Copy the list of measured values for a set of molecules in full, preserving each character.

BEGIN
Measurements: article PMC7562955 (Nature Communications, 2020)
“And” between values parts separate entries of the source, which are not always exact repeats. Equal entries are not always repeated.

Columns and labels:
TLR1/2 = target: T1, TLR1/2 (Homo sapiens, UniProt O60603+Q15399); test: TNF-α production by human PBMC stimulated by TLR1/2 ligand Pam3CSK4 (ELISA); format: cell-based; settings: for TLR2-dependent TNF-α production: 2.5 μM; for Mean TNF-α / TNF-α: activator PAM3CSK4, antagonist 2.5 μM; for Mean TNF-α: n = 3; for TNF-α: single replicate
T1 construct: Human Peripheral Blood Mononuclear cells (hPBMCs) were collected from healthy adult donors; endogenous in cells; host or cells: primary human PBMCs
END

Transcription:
Measurements: article PMC7562955 (Nature Communications, 2020)
“And” between values parts separate entries of the source, which are not always exact repeats. Equal entries are not always repeated.

Columns and labels:
TLR1/2 = target: T1, TLR1/2 (Homo sapiens, UniProt O60603+Q15399); test: TNF-α production by human PBMC stimulated by TLR1/2 ligand Pam3CSK4 (ELISA); format: cell-based; settings: for TLR2-dependent TNF-α production: 2.5 μM; for Mean TNF-α / TNF-α: activator PAM3CSK4, antagonist 2.5 μM; for Mean TNF-α: n = 3; for TNF-α: single replicate
T1 construct: Human Peripheral Blood Mononuclear cells (hPBMCs) were collected from healthy adult donors; endogenous in cells; host or cells: primary human PBMCs